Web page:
When a New York City employer does not pay an employee properly, the employer will owe the employee back pay. Common New York wage and hour violations include failure to pay an employee the minimum wage, failure to pay overtime, or improper time clock rounding. Additionally, when an employer fails to provide an employee with the legally required amount of breaks, including a lunch break, they will owe the employee back pay. Some employers engage in wage violations intentionally to save money, while others do it unintentionally. Employees who suspect a wage violation should hire a skilled employment lawyer as soon as possible to investigate their potential wage claim.
Is your employer engaging in wage and hour violations? Are you suspicious that your employer is not paying you fully for the time you worked? If your employer has violated federal or local law, you may be entitled to compensation, including back pay. At Lipsky Lowe LLP, our law firm focuses our legal practice on employment law. Our skilled lawyers can listen to the facts of our clients’ cases and calculate how much back pay their employer owes them. In addition to back pay, employees may be able to recover a monetary penalty. Contact our New York City back pay law firm today to schedule your initial consultation.
Penalties for New York City Unpaid Wage Violations
Under New York law, employers who engage in unpaid wage and hour violations owe their employees back pay and could also owe liquidated damages equalling 100% of the owed wages. Here are common unpaid wage violations:
- The employee’s paycheck bounced because of not sufficient funds
- The employee did not receive all of his or her tips
- The employer lowered the employee’s pay rate without proper notice
- The employer did not pay the employee for all of the hours he or she worked
- The employer did not pay the employee for on-the-job training
Employees can claim back pay for illegal paycheck deductions under the following situations:
- The employer deducted wages illegally from the employee’s pay
- The employer deducted an amount for damages from the employee’s paycheck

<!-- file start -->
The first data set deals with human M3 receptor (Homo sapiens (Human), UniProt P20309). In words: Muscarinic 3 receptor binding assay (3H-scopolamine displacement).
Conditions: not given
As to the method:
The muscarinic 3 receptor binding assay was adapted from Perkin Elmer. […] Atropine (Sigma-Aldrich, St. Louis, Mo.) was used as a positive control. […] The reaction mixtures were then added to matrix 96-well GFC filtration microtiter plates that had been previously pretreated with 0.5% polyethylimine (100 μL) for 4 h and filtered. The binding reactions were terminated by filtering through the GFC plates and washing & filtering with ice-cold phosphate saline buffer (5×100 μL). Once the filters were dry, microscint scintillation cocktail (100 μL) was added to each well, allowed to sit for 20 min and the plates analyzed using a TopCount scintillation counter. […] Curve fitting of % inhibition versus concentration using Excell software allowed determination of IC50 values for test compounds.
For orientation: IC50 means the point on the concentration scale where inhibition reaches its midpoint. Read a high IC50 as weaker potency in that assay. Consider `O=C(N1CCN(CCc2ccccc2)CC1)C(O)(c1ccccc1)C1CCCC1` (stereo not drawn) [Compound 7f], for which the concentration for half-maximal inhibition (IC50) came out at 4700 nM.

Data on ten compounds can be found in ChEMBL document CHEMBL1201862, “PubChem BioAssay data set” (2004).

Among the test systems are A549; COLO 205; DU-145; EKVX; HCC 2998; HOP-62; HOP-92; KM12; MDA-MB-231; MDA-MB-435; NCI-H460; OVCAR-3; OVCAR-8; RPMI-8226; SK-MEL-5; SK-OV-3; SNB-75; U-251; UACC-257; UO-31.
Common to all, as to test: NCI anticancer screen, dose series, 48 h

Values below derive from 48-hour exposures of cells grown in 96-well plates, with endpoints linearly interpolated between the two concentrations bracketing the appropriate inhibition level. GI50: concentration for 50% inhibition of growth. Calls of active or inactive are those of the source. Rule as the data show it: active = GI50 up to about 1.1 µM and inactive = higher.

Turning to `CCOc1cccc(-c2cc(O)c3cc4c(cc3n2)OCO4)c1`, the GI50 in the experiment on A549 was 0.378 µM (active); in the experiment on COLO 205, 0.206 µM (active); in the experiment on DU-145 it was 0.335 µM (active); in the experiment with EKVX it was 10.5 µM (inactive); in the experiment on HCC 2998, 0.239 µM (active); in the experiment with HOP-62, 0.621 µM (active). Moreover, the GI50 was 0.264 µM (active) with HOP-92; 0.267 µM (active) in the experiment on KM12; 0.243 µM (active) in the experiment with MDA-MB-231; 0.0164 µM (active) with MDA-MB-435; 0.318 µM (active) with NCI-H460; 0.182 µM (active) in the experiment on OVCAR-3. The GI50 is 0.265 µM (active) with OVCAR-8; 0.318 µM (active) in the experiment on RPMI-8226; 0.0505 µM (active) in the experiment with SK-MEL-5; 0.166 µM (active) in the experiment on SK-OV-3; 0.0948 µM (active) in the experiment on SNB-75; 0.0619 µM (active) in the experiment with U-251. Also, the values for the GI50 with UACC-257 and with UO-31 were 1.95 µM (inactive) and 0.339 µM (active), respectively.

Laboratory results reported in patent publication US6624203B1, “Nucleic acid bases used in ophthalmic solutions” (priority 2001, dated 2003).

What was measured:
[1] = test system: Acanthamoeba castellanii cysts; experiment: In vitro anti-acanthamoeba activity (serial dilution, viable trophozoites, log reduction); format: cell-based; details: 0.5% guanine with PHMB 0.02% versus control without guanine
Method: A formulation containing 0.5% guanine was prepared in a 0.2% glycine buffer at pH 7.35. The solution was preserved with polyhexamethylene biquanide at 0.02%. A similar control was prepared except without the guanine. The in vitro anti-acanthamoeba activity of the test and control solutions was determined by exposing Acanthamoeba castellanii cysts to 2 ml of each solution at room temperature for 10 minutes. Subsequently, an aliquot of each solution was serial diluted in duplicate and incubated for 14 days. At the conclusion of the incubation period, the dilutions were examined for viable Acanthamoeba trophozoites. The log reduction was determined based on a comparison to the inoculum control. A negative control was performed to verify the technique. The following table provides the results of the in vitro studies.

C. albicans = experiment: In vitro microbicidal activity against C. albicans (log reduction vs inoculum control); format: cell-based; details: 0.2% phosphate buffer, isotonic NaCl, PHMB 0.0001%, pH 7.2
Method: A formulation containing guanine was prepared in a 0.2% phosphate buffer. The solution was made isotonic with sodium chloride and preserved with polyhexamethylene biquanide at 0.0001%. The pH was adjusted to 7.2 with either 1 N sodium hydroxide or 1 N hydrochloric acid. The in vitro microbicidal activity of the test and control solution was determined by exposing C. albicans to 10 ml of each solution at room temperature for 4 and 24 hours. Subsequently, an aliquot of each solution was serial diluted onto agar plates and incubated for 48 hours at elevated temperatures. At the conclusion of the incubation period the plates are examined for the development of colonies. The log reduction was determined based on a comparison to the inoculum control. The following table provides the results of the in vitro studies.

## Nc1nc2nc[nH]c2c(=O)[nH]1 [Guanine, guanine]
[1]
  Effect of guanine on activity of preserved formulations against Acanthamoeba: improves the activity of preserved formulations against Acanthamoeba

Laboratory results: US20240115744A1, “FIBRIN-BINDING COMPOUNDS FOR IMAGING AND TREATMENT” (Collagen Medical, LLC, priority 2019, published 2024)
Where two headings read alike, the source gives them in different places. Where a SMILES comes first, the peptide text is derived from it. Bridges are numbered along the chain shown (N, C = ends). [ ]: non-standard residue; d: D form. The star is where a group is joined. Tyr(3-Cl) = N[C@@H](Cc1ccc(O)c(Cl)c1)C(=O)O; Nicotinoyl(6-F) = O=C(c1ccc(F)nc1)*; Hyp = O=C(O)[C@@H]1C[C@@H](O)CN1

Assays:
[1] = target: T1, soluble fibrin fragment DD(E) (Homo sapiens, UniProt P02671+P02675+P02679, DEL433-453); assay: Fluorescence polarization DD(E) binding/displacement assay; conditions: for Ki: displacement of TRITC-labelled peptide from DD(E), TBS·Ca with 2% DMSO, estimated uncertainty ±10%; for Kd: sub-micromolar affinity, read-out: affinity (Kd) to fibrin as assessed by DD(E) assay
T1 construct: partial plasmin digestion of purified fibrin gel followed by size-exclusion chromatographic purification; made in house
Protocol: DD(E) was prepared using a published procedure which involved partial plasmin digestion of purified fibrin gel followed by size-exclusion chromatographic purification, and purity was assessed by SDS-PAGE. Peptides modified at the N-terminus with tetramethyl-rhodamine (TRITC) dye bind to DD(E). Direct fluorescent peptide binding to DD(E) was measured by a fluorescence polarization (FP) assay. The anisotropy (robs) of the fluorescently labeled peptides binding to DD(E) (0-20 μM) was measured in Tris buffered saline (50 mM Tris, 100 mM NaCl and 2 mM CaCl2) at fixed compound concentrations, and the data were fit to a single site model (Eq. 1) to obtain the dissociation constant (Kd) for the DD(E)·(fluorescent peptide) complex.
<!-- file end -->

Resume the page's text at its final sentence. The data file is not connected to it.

- The employer overcharged the employee for his or her contribution to Paid Family Leave
Employees can claim unpaid wage supplements when the employer promised to provide vacation pay, holiday pay, or bonuses but did not provide the bonuses. To file a successful claim, the employer must have made an explicit verbal promise or promise in writing.
Calculating Back Pay for Failure to Pay the Minimum Wage or Overtime
When employers fail to pay their employees the minimum hourly wage as required by law, they will owe their employees back pay. The back pay amount will be equal to the amount of overtime they didn’t pay. Employers engage in minimum wage violations when they do the following:
- Paid less than the current fast food minimum wage
- Paid less than the current minimum wage
- Paid less than the minimum wage required for tipped workers
- Fail to pay the proper rate for overtime hours
How is back pay calculated for failure to pay overtime hours? Employers must pay employees at an overtime rate when they make more than 40 hours in one week. In most industries, employers must pay employees overtime at a rate of time and a half of their regular pay. For example, when an employee regularly makes $20/hour, an employer needs to pay them $30 per hour for overtime hours he or she worked.
The Department of Labor offers a minimum wage calculator. This tool helps employees determine the minimum hourly cash wage their employer should pay them. To calculate back pay, an employee should first determine the legal minimum wage he or she should be receiving. Next, the employee should subtract his or her actual hour pay rate from the legal minimum wage laws.
Liquidated Damages for Back Pay Claims in New York
Under New York law, employers who unlawfully underpay employees must provide the employee with back pay. In addition to the back pay amount, employees can also recover an additional liquidated damages amount. Employees can recover up to 100 percent of their back pay as liquidated damages when the wage claims involve one or more of the following wage violations:
- Overtime violations
- Meal break pay violations
- Day of rest law violations
- Minimum wage violations
For example, if an employer owes an employee $5,000 in back pay for wage violations, the employee can recover an additional $5,000 in liquidated damages for a total of $10,000 in damages. Depending on the facts of the employee’s case, he or she may be able to recover legal costs, attorneys’ fees, and interest on the total amount of back pay. When employers fail to provide their employees with specific notices, the employee may be entitled to additional penalties in addition to any back pay owed to the employee.
Our Back Pay Calculation Lawyers are Here to Help You
If your employer owes you back pay for unpaid wages, speaking to a skilled employment lawyer is essential. At Lipsky Lowe LLP, we’ve helped thousands of New Yorkers recover back pay for a variety of New York City wage violations. Contact our New York City employment law firm today to learn hour our employment lawyers can help you.